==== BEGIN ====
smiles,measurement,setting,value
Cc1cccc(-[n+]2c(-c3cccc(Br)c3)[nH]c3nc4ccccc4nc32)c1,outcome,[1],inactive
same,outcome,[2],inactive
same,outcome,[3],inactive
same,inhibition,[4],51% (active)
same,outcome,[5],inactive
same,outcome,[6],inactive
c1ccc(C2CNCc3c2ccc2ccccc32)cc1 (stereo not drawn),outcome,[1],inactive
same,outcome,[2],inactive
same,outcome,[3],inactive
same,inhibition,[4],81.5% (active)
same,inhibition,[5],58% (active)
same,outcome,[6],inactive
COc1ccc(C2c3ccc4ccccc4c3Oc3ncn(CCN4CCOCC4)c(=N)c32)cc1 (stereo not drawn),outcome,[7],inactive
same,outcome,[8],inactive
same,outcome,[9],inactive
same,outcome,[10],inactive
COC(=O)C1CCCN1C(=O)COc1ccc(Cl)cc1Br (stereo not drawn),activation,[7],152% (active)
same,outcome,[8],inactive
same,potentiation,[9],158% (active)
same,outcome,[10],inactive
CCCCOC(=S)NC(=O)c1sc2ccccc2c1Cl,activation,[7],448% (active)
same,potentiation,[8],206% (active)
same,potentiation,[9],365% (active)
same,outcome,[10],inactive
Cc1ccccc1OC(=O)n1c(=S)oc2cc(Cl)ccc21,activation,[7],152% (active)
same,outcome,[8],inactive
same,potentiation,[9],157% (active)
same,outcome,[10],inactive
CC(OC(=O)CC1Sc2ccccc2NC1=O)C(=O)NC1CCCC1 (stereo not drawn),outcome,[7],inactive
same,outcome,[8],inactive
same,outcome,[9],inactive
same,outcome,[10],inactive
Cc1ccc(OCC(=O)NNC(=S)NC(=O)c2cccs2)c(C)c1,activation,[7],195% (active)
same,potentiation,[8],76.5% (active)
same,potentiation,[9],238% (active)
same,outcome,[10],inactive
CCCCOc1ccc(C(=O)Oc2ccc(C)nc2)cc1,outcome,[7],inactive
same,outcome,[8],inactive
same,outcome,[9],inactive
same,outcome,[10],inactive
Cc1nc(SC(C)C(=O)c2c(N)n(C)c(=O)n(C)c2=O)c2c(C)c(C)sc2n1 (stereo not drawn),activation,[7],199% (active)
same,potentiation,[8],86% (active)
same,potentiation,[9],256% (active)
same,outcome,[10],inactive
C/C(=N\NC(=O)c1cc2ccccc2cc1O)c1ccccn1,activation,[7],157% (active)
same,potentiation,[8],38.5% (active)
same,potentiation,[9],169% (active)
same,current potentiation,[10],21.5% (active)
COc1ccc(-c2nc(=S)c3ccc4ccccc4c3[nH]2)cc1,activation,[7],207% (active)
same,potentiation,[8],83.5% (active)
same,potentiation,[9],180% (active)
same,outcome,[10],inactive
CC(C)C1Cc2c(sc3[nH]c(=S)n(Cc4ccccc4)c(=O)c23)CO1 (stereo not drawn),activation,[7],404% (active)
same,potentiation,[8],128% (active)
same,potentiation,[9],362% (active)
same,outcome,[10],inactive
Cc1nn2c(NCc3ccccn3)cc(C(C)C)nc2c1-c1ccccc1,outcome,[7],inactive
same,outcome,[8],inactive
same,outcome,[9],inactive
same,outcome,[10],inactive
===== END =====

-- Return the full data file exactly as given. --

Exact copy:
smiles,measurement,setting,value
Cc1cccc(-[n+]2c(-c3cccc(Br)c3)[nH]c3nc4ccccc4nc32)c1,outcome,[1],inactive
same,outcome,[2],inactive
same,outcome,[3],inactive
same,inhibition,[4],51% (active)
same,outcome,[5],inactive
same,outcome,[6],inactive
c1ccc(C2CNCc3c2ccc2ccccc32)cc1 (stereo not drawn),outcome,[1],inactive
same,outcome,[2],inactive
same,outcome,[3],inactive
same,inhibition,[4],81.5% (active)
same,inhibition,[5],58% (active)
same,outcome,[6],inactive
COc1ccc(C2c3ccc4ccccc4c3Oc3ncn(CCN4CCOCC4)c(=N)c32)cc1 (stereo not drawn),outcome,[7],inactive
same,outcome,[8],inactive
same,outcome,[9],inactive
same,outcome,[10],inactive
COC(=O)C1CCCN1C(=O)COc1ccc(Cl)cc1Br (stereo not drawn),activation,[7],152% (active)
same,outcome,[8],inactive
same,potentiation,[9],158% (active)
same,outcome,[10],inactive
CCCCOC(=S)NC(=O)c1sc2ccccc2c1Cl,activation,[7],448% (active)
same,potentiation,[8],206% (active)
same,potentiation,[9],365% (active)
same,outcome,[10],inactive
Cc1ccccc1OC(=O)n1c(=S)oc2cc(Cl)ccc21,activation,[7],152% (active)
same,outcome,[8],inactive
same,potentiation,[9],157% (active)
same,outcome,[10],inactive
CC(OC(=O)CC1Sc2ccccc2NC1=O)C(=O)NC1CCCC1 (stereo not drawn),outcome,[7],inactive
same,outcome,[8],inactive
same,outcome,[9],inactive
same,outcome,[10],inactive
Cc1ccc(OCC(=O)NNC(=S)NC(=O)c2cccs2)c(C)c1,activation,[7],195% (active)
same,potentiation,[8],76.5% (active)
same,potentiation,[9],238% (active)
same,outcome,[10],inactive
CCCCOc1ccc(C(=O)Oc2ccc(C)nc2)cc1,outcome,[7],inactive
same,outcome,[8],inactive
same,outcome,[9],inactive
same,outcome,[10],inactive
Cc1nc(SC(C)C(=O)c2c(N)n(C)c(=O)n(C)c2=O)c2c(C)c(C)sc2n1 (stereo not drawn),activation,[7],199% (active)
same,potentiation,[8],86% (active)
same,potentiation,[9],256% (active)
same,outcome,[10],inactive
C/C(=N\NC(=O)c1cc2ccccc2cc1O)c1ccccn1,activation,[7],157% (active)
same,potentiation,[8],38.5% (active)
same,potentiation,[9],169% (active)
same,current potentiation,[10],21.5% (active)
COc1ccc(-c2nc(=S)c3ccc4ccccc4c3[nH]2)cc1,activation,[7],207% (active)
same,potentiation,[8],83.5% (active)
same,potentiation,[9],180% (active)
same,outcome,[10],inactive
CC(C)C1Cc2c(sc3[nH]c(=S)n(Cc4ccccc4)c(=O)c23)CO1 (stereo not drawn),activation,[7],404% (active)
same,potentiation,[8],128% (active)
same,potentiation,[9],362% (active)
same,outcome,[10],inactive
Cc1nn2c(NCc3ccccn3)cc(C(C)C)nc2c1-c1ccccc1,outcome,[7],inactive
same,outcome,[8],inactive
same,outcome,[9],inactive
same,outcome,[10],inactive